Raise the bar
It amused me no end when I came across this entry by a Calcutta schoolboy in a chronicle dated 1905 — “Once I got licked for doing an over good history paper, because I had thus shown that I had been taking things too easy before that.”
In bygone uncomplicated times, teachers were not ordered to go soft on their students, parents expected teachers to be strict and exacting, students were not over-sensitive and all parties retained their sense of humour. A teacher’s remark in a report just a few decades ago read as follows: “J has set herself an extremely low standard, which unfortunately she has failed to maintain.” The teacher in question had clearly succeeded in conveying her dissatisfaction over J’s low expectations of herself.
Many of us who are inhabitants of this city have by now forgotten about high standards, excellence or quality of any kind. Thus we have practically no expectations from public arenas — basic cleanliness, efficient service in shops, restaurants and hospitals; quality of writing, reporting and editing; standard of teaching, workmanship and so on. But it would be certainly damaging for the next generation if we succumb to this kind of malaise with regard to our students. Almost a decade ago George W. Bush, the American president at the time, declared that no child (in America) should be segregated by low expectations. He felt that even disadvantaged students should have the same rigorous standards as those set for others, or else, it would be pure and simple discrimination. These children would be “imprisoned by literacy, abandoned to frustration and darkness of self-doubt”.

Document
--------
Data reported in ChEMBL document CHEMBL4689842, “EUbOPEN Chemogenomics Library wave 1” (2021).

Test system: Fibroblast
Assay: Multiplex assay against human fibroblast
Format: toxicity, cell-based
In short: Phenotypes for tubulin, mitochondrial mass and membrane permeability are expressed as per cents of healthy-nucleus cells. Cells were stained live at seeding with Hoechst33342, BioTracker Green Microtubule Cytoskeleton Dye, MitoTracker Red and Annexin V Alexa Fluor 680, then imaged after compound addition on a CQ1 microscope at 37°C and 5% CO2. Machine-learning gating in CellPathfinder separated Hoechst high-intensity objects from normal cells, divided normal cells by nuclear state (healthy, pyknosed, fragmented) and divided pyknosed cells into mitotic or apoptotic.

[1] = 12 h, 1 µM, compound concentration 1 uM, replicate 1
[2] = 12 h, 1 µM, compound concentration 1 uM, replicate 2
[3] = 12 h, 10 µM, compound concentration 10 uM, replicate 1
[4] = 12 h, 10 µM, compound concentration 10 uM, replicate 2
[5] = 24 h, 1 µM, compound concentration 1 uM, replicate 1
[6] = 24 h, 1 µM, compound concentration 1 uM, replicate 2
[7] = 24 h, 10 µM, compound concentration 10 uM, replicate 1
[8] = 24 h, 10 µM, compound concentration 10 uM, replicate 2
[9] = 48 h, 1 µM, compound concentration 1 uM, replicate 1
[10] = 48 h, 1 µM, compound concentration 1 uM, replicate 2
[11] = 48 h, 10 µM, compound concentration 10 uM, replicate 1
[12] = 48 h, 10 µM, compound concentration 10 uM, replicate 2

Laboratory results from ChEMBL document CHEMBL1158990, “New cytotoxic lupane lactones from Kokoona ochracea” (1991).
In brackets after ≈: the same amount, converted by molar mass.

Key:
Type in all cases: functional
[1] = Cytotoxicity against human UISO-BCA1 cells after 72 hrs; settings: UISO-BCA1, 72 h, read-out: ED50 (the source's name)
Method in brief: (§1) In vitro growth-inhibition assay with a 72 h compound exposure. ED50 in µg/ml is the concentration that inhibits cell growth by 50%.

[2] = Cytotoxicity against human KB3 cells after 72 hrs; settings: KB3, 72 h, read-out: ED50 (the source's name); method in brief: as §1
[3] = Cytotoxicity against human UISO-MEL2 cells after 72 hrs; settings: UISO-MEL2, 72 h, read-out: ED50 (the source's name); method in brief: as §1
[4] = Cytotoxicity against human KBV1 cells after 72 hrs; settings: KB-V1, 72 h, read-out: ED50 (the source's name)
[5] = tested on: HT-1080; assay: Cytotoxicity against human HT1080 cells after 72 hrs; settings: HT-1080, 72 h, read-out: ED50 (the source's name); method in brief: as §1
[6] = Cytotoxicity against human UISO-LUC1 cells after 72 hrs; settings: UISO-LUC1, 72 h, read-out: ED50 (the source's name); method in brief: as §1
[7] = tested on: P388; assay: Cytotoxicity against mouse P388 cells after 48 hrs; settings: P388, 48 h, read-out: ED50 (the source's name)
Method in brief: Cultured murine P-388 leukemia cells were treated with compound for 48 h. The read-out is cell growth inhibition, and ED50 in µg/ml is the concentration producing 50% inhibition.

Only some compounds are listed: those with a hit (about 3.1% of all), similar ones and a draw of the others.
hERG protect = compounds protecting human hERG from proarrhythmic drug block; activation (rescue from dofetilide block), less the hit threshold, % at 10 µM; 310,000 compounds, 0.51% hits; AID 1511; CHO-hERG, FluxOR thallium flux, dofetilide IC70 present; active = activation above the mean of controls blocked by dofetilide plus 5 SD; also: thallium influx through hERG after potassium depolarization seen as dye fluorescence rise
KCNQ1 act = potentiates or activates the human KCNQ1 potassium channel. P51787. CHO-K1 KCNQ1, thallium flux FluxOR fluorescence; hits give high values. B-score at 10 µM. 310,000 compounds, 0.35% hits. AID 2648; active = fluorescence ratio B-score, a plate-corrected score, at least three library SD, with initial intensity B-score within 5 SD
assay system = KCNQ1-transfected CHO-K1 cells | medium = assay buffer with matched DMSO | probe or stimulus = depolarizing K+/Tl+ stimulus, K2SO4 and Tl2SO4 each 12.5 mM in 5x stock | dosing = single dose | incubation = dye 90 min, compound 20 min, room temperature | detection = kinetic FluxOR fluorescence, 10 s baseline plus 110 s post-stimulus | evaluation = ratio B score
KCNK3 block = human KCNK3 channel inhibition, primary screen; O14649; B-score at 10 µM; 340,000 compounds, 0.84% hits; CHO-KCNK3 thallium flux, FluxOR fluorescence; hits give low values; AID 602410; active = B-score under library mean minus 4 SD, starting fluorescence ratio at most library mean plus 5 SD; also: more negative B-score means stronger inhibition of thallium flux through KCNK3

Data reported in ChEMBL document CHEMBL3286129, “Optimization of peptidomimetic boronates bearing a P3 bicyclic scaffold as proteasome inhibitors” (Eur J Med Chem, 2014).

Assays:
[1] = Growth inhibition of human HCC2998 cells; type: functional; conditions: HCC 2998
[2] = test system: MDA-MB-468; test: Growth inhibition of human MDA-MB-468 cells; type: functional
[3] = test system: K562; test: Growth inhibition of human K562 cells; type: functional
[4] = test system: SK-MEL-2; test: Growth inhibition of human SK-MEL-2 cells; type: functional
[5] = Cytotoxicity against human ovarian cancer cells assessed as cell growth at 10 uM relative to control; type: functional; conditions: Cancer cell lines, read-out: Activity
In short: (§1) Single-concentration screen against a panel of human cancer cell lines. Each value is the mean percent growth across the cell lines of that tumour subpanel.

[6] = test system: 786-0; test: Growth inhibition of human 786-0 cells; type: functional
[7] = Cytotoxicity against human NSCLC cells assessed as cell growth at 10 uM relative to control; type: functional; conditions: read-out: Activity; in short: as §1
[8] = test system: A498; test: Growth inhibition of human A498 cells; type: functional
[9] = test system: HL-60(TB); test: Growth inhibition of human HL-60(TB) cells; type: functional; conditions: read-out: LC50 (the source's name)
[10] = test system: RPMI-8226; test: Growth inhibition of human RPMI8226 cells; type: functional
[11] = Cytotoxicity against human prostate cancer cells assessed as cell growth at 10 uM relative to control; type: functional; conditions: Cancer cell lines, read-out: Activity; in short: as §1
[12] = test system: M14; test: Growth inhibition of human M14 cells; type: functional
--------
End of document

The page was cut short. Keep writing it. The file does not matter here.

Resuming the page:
In this context, it is worth reflecting on the irrational directive to all schools in India (Right to Free and Compulsory Education Act of 2009) to push up all students — disadvantaged or otherwise — from class to class irrespective of whether they are fit for the next level. The consequence is that many children do not give of their best, simply because they already know that no matter what they do or fail to do, it will not get in the way of their “passing”. I am afraid that an innate thirst for learning will not propel them towards a sound education as it is not to be found in abundance or even in adequate amount in all children.
We may not have appreciated George Bush’s pronouncements on various subjects, but it is time we gave some serious thought to the general perception that school standards have fallen and if they have, whether it has anything to do with low expectations. First we need to establish whether school standards have indeed fallen. For obvious reasons, when we refer to school standards, we cannot use the same benchmark for all schools. Moreover, it is accepted that it is not possible to compare standards over a long period of time. The school curriculum keeps changing, different school boards conduct examinations and assessments in different ways and examination results are not reliable. After all, assessment is not an exact science — a student may not perform well on a given day, many do ‘selective study’ and the grading of different subjects may not be done in an equivalent manner. In order to demonstrate this, Professor Roger Murphy of the University of Nottingham has given the example that a Grade A in Chemistry cannot exactly equate a Grade A in French.